Strategy Note /
Global

Singapore's chickens come home to roost

  • Singapore’s national dish – chicken rice – is getting more expensive as the global food crisis hits home

  • As chicken prices rise, investors should consider Asian producers such as CPF, Japfa, Charoen Pokphand Indonesia

  • The Asian chicken stocks were revalued in the previous bout of severe food inflation, in 2008-12

Singapore's chickens come home to roost
Nirgunan Tiruchelvam
Nirgunan Tiruchelvam

Head of Consumers Equity Research

Tellimer Research
6 June 2022
Published by

Chicken rice is a famous dish in Singapore and an affordable staple for many. Singapore is one of the richest countries in the world, but a chicken rice serving can cost as little as US$2.75, which is around a mere 8% of the average hourly wage (US$35).

However, chicken rice lovers received a serious blow this week as Malaysia, which supplies most of Singapore’s chickens, banned the export of live birds in order to protect its own supplies. This could drive the price of processed chicken much higher.

Consumers globally are already finding that chicken meat is getting more expensive, driven by the increase in the price of its main input – corn – which is up 23% YTD.

Singapore's chicken rice problems are symptomatic of the global food inflation crisis. We urge investors to consider branded chicken producers in Asia – higher food prices would be positive for Asian stocks such as CPF TB, JAP SP, JPFA IJ and CPIN IJ.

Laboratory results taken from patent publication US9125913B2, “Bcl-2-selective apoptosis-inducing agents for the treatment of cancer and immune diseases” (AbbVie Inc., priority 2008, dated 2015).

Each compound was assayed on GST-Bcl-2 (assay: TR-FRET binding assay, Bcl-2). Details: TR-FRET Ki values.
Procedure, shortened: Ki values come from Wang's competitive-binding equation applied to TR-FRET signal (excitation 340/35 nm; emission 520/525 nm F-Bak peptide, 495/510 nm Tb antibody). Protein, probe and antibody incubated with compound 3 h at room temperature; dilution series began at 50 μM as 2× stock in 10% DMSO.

Four reasons to look at branded Asian chicken producers

1) Food inflation could actually support chicken volumes. Chicken is the cheapest form of animal protein. If higher input prices lead to inflation in pork, beef and mutton, chicken consumption stands to gain. The feed conversion ratio shown in the chart below is a measure of the amount of feed required to produce a unit of meat – chicken’s ratio is the lowest.

Feed Conversion Ratio

2) The case for chicken is not just a volume story. However, as the region becomes richer, we estimate that branded products (as a proportion of sales volume) will increase to 25-35% in 2018-21 from 10-15% in 2022-24. Branded products could be sought after even in an inflationary situation.

3) The key Asian chicken stocks are trading at a sharp discount to their 15-year PE average.

Chicken Stocks P/E

4) Chicken stocks were revalued during the previous episode of severe food inflation, in 2008-12. Their PE multiples rose two-fold as they were viewed as a solid bet.

We urge investors to consider these four counters as potential beneficiaries of the food crisis.